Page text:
Regarding the lack of SMJ if defendant was joined under Rules 14, 19, 20 or 24, § 1367 says that there's no supplemental jurisdiction if such jurisdiction would be inconsistent with diversity. If the claim against the second diverse defendant were over $75k instead of only $50k, couldn't the court exercise SJ even if D2 were brought in under one of those four rules? That wouldn't seem inconsistent with the § 1322 diversity requirements.

Also, you can aggregate multiple claims by one plaintiff against several defendants to meet the $75k threshold, **if the defendants are jointly liable**. Middle Tennessee News Co., Inc. v. Charnel of Cincinnati, Inc., 250 F.3d 1077, 1081 (7th Cir. 2001). If the defendants are only severally liable, each claim would still have to meet the threshold, though.

In short, I think you could add D2 under any Rule as long as D2 would be jointly liable with D1, because it wouldn't destroy diversity, and you can aggregate the claims to meet the AIC threshold.

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jingosaur
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Re: CivPro Question

Postby jingosaur » Mon Dec 15, 2014 4:38 pm

ScottRiqui wrote:
jingosaur wrote:
#NotACop wrote:I have my CivPro exam soon, so if anyone has any quick advice I would appreciate it greatly.

I've been looking at practice exam questions and keep coming across questions that have two claims against two different defendants that come up from the same event. D1 has a claim for 100k, and D2 has one for 50k. Assuming both defendants are diverse from the plaintiff, can you bring D2 in with D1 under supplemental jurisdiction. Or does supplement jurisdiction only deal with multiple claims against the same defendant?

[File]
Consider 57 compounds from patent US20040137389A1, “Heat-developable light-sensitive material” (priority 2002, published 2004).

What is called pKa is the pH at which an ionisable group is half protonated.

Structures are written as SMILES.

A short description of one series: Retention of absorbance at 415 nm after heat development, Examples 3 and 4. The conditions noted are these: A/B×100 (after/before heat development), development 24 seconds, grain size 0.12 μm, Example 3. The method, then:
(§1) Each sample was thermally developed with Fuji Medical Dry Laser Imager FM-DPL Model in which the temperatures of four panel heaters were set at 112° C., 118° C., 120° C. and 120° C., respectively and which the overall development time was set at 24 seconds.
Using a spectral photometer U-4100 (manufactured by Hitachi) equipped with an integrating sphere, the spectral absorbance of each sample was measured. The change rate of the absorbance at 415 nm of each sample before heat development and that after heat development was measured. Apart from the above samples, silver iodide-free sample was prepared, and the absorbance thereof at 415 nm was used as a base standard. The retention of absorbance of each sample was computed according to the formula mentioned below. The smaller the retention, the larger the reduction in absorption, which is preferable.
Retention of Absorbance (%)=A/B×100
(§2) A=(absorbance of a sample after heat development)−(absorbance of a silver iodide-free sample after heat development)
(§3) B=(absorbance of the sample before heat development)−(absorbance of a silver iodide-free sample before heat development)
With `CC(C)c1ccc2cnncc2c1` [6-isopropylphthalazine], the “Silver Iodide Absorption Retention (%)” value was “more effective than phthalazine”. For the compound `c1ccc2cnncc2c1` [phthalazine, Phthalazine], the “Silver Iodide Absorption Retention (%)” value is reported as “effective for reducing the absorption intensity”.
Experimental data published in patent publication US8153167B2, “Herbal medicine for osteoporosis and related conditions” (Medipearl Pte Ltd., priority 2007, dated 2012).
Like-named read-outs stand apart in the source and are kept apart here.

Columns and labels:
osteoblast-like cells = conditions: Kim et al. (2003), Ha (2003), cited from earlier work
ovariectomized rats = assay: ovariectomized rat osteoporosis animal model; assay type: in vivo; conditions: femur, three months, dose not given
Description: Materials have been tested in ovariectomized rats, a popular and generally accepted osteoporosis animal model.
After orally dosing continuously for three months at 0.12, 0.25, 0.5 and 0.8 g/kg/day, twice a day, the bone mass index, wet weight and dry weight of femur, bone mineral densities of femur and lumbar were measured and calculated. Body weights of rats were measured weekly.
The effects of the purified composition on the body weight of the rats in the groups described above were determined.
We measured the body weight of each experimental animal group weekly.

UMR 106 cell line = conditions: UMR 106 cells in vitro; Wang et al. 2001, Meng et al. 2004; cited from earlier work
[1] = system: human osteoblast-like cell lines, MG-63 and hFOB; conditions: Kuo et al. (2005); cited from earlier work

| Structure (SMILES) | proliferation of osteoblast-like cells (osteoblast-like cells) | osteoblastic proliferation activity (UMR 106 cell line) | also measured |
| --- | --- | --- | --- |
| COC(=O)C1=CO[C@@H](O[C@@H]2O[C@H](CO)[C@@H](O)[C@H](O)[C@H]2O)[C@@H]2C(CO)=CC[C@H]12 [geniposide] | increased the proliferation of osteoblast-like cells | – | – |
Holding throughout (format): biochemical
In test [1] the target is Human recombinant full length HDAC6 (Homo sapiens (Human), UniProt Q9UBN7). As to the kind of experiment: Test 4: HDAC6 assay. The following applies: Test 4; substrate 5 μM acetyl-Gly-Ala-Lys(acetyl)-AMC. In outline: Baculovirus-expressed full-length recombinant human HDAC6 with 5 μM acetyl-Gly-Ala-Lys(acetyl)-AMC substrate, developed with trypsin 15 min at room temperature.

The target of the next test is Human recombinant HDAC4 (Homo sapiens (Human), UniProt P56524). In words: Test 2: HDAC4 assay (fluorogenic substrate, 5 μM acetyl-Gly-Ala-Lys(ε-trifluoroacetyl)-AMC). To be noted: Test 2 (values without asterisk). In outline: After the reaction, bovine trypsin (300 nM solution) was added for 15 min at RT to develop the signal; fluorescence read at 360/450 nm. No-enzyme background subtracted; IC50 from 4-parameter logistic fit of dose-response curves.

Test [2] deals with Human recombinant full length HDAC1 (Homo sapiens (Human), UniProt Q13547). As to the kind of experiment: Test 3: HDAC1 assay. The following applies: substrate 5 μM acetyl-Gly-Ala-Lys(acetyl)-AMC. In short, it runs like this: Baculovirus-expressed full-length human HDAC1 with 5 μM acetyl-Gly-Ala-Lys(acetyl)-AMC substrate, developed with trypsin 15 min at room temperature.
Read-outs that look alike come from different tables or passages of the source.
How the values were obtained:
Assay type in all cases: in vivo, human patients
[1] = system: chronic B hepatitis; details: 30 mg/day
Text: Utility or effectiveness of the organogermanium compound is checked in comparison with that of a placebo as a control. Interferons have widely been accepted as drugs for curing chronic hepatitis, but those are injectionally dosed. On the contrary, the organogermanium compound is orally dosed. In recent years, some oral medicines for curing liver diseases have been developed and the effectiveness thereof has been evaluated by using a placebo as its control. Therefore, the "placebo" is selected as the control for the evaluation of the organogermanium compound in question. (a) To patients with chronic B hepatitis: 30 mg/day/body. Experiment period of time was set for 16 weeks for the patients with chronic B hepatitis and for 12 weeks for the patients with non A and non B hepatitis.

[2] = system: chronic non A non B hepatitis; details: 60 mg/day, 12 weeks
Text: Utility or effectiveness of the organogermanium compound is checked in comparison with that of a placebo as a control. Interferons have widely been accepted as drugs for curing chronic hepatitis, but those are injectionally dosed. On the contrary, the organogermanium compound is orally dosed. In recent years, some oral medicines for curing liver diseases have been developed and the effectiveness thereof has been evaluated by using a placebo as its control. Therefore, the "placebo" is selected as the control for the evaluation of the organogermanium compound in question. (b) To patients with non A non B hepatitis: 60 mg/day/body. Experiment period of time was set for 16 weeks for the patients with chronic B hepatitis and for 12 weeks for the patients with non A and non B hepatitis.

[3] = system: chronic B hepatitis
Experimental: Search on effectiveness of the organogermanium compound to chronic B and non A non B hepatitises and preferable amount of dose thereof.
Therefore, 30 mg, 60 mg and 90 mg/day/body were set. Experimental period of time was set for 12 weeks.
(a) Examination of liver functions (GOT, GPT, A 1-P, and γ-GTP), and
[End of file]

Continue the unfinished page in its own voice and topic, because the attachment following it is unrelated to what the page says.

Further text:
Also, my CivPro class is a full year and we haven't done anything with joinder (which I assume might be an issue in that fact pattern.)


Do you mean that Plaintiff is making a claim against D1 for 100k and one against D2 for 50k? If that's the question, then you have to do the Gibbs test to make sure the two claims are "so related", 1367(a), and then if the source of original jurisdiction is diversity jurisdiction, if D2 was joined under Rules 14, 19, 20, or 24, then there is no supplemental jurisdiction, 1367(b), because the amount in controversy will not be met and the claim against D2 would needs its own original basis for jurisdiction. Then you should talk about how the court has the power to exercise discretion to not append the claim under 1367(c).


Regarding the lack of SMJ if defendant was joined under Rules 14, 19, 20 or 24, § 1367 says that there's no supplemental jurisdiction if such jurisdiction would be inconsistent with diversity. If the claim against the second diverse defendant were over $75k instead of only $50k, couldn't the court exercise SJ even if D2 were brought in under one of those four rules? That wouldn't seem inconsistent with the § 1322 diversity requirements.

Also, you can aggregate multiple claims by one plaintiff against several defendants to meet the $75k threshold, **if the defendants are jointly liable**. Middle Tennessee News Co., Inc. v. Charnel of Cincinnati, Inc., 250 F.3d 1077, 1081 (7th Cir. 2001). If the defendants are only severally liable, each claim would still have to meet the threshold, though.

In short, I think you could add D2 under any Rule as long as D2 would be jointly liable with D1, because it wouldn't destroy diversity, and you can aggregate the claims to meet the AIC threshold.


The amounts could be added together if the claims were "single and indivisible" but that's a substantive law question that my prof refused to go over.